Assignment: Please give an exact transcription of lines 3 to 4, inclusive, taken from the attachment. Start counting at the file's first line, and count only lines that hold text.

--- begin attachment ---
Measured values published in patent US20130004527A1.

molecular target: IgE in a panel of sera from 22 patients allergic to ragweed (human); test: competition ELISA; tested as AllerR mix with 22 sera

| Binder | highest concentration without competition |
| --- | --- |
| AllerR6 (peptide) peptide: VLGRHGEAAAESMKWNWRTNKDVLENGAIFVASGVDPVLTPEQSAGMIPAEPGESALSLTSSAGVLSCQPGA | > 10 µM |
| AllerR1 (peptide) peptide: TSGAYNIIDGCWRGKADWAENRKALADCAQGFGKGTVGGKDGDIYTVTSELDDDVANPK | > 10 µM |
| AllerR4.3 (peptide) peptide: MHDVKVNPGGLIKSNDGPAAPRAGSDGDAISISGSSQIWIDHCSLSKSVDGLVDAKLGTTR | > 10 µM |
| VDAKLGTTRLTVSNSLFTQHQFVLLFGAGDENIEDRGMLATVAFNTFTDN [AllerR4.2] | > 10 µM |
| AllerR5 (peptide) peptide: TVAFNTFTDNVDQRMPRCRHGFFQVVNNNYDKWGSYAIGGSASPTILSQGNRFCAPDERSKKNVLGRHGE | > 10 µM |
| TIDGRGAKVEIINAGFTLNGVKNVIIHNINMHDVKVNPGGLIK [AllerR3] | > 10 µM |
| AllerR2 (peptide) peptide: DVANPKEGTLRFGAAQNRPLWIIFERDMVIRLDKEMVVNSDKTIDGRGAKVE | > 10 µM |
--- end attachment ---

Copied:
| Binder | highest concentration without competition |
| --- | --- |